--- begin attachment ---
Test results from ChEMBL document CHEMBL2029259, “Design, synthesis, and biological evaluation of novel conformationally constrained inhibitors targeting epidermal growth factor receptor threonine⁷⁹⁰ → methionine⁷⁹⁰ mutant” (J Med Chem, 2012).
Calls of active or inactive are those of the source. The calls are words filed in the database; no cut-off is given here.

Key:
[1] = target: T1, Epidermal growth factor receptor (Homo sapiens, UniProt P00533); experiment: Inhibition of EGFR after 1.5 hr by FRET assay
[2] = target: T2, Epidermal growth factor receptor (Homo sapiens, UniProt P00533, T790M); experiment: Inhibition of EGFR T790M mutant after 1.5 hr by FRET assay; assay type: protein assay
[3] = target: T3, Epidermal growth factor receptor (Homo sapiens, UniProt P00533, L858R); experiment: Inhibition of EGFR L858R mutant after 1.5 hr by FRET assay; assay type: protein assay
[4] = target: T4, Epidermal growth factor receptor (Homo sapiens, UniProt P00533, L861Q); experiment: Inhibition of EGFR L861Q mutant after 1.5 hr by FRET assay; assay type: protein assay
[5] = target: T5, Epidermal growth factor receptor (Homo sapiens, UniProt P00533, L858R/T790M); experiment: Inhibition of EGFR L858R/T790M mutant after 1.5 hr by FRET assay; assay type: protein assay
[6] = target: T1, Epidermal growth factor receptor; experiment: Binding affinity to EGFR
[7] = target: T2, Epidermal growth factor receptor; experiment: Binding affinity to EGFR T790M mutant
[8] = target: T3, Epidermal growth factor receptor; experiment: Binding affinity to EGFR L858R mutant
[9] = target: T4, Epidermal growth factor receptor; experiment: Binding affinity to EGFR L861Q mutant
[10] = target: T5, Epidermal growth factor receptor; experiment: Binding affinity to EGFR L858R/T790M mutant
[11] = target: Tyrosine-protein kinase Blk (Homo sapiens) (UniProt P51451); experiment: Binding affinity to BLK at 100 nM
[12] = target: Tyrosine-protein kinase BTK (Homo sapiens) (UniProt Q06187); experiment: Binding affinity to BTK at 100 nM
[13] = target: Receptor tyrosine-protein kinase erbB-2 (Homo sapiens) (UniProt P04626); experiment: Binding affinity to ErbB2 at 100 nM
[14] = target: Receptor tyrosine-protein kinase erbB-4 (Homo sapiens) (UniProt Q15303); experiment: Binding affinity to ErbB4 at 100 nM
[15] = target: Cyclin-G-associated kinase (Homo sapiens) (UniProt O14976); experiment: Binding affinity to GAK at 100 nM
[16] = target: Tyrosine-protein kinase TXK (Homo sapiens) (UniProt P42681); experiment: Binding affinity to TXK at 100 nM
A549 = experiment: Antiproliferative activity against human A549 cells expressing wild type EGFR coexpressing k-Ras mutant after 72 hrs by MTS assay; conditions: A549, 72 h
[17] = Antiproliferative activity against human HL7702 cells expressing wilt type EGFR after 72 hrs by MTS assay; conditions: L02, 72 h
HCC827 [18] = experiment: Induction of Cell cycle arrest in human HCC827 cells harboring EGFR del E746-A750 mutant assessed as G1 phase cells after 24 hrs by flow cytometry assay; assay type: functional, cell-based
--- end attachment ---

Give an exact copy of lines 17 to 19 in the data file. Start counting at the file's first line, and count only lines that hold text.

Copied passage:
[14] = target: Receptor tyrosine-protein kinase erbB-4 (Homo sapiens) (UniProt Q15303); experiment: Binding affinity to ErbB4 at 100 nM
[15] = target: Cyclin-G-associated kinase (Homo sapiens) (UniProt O14976); experiment: Binding affinity to GAK at 100 nM
[16] = target: Tyrosine-protein kinase TXK (Homo sapiens) (UniProt P42681); experiment: Binding affinity to TXK at 100 nM